Airless Tires Are Starting to Look Like a Functional Option

The basic formula for a tire has not changed much in the last 100 years. Of course, in that time we’ve had a few improvements in areas such as tread wear, safety, and grip. However, there hasn’t been any real quantum leap forward. Now, though, we may finally be creeping our way into the next evolution thanks to the “airless” tire. For those who aren’t up to date on tire technology, airless tires are exactly what the name implies—airless. The tire actually uses a honeycomb structure to provide rigidity to the outward tread pattern. Airless tires were principally designed to reduce the number of punctures a tire would get during the course of its life. Think of them as the ultimate run-flat tire, but being airless, it can never go flat. RELATED: Soon You Can Shred Your Tires and Then Wear Them, Too
Airless Tires Are Starting to Look Like a Functional Option
Airless tires have actually been around for quite some time. That said, the tires have almost exclusively been used for heavy machinery. It has never made its way to consumer vehicles such as road going cars. With that though, the potential benefits of an airless tire have caught the eyes of major tire manufacturers across the globe with Michelin, Bridgestone, and now Hankook all creating airless tire concepts. While Michelin’s and Bridgestone’s tires aim to only solve punctures as well as increasing the life of the tire, Hankook has a far loftier set of goals with the company’s new iFlex. Hankook states that the iFlex will not only solve the problem of tire punctures, but that it would be easier to produce only requiring half the manufacturing effort a normal tire requires, and is more environmental due to the increased use of recycled materials and recyclability of the airless tire. RELATED: Here’s a closer look at Performance Tires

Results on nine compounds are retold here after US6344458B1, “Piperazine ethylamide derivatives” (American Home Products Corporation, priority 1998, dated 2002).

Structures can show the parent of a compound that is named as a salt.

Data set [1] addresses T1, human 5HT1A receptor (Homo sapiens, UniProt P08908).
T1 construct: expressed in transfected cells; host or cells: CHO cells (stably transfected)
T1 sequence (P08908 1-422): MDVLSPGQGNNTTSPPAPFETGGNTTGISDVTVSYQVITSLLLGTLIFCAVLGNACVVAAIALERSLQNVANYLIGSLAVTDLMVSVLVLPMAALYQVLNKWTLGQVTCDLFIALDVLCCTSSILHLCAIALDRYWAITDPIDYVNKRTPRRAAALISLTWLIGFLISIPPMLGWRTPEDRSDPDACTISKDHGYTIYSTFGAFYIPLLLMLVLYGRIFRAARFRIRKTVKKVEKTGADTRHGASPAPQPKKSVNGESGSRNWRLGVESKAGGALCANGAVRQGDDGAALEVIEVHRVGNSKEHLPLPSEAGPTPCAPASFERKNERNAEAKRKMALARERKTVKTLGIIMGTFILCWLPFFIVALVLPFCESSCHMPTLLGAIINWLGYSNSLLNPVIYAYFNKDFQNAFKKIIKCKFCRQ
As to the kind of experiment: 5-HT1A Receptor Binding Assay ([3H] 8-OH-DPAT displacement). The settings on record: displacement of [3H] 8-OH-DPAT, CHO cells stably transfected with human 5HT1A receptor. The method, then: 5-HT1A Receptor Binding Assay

Currently though, the iFlex, as well as Michelin’s and Bridgestone’s airless tires are all still concepts. And none of the companies have stated that the tires will be brought to production. Although, since as acknowledged above, the last tire revolution was some time ago. Isn’t it finally time to bring the tire into this century? RELATED: Watch Tanner Foust destroy many sets of tires in his 900hp Formula D Passat

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